With the release of Conor Oberst’s new solo album Upside Down Mountain, it seems apt, at this new point in his career, to reflect on the best songs from the musical vehicle that shot Conor to success. Through the anxiety and self-hate that can only come from youth, the raw poetic skill and pain of his early material makes up the majority of his most memorable tunes. Here are three of the best:
A Perfect Sonnet There aren’t so many songs as emotionally intense as this early Oberst classic. Straight away there’s a feeling that the song is something special. Its driving acoustic guitar and Conor’s quivering voice turning to wails as he preaches his sinister envy towards the happy.
As one of the first songs of his to directly confront his depression, his sensitivity and vulnerability become his strengths in the explosive chorus. A chorus which snowballs into an avalanche of emotion, and when it resumes the verse it doesn’t falter. The way he sings “Laying in a bathtub of freezing water, wishing you were a ghost” sounding like he is suffering from hypothermia deep in his soul, with his voice warbling into a sad whisper.
The songs longing for one achievable desire to find meaning and closureis self-explanatory when he poetically sings: “Lately I’ve been wishing I had one desire, something that would make me never want another, something that would make it so that nothing mattered, all would be clear then.”
Let’s Not Shit Ourselves (To Love And Be Loved) One of the fullest sounding and lengthiest tracks of the Bright Eyes catalogue is the epic Lets Not Shit Ourselves. Made up of seemingly separate short stories about the inequality of opportunity in America, the difficulties of getting to colleges and the gravity of poverty, all at the fault of the “cowboy presidents”.
Oberst had become much more politically spirited after his Desaparecidos side project. His heart had almost been set on fire with rage at propagandist news outlets taking an “eye for an eye until no one can see”.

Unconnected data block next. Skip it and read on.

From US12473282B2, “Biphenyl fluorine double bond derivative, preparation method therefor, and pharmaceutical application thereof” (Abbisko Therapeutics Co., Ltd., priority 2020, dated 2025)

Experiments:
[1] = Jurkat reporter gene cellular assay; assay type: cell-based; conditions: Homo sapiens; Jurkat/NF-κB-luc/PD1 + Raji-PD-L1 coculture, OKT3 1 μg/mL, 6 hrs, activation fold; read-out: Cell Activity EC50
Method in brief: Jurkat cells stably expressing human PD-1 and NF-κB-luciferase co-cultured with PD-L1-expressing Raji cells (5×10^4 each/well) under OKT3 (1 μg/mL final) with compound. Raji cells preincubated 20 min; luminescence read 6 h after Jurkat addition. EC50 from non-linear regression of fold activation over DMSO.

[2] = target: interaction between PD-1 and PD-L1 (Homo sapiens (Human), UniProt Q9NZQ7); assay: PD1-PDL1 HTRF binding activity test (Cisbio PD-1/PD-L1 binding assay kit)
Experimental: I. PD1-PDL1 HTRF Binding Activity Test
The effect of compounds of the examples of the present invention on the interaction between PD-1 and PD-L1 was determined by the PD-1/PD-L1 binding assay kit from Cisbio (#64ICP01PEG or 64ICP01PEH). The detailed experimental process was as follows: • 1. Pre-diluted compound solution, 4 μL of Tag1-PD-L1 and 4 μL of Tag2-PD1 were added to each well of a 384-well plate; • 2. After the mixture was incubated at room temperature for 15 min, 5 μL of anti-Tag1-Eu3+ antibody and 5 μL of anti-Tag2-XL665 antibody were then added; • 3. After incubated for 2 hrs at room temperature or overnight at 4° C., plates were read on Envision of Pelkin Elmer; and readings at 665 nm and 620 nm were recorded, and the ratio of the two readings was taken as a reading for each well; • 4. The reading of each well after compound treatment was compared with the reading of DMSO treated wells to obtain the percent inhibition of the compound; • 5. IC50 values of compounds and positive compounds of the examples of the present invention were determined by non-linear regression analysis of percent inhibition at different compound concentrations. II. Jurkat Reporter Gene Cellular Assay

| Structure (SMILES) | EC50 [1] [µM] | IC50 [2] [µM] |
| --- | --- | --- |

The song ends in a more personal story of the consequences of oppression and depression. Lyrically the whole song is genius. But it’s the ending that moves it seamlessly from the brilliantly political to the deeply intimate and important: “To love and to be loved. Let’s just hope that is enough.”
Lua Through all the elaborate word-play and political values of Bright Eyes’ songs, the quiet nature of Lua strangely stands above the rest. It’s neither bold nor complex, but its ability empathise with listeners, and transform their hung-over thoughts into a poetic and emotive device is inspiring.
With just an acoustic guitar to hand, the sentiments of the song are completely undiluted by distractions, and the playing communicates its feel perfectly.
It’s perhaps the pessimistic anti-thesis to Bowl Of Oranges, which has almost seemed like a temporary epiphany of happiness for Conor. The references to drugs, alcohol abuse and parties here are juxtaposed against the loneliness and the surreal contrast of the morning. With temporary feelings and “supplies” losing existence, the reflection of what is normal is examined over a pretty melody and trademark quivering voice.
Its quiet acoustic simplicity makes it stand out as one of the most touching and memorable of all his songs. And as one of his most popular songs, it is possibly the ultimate example of the brilliance of Bright Eyes.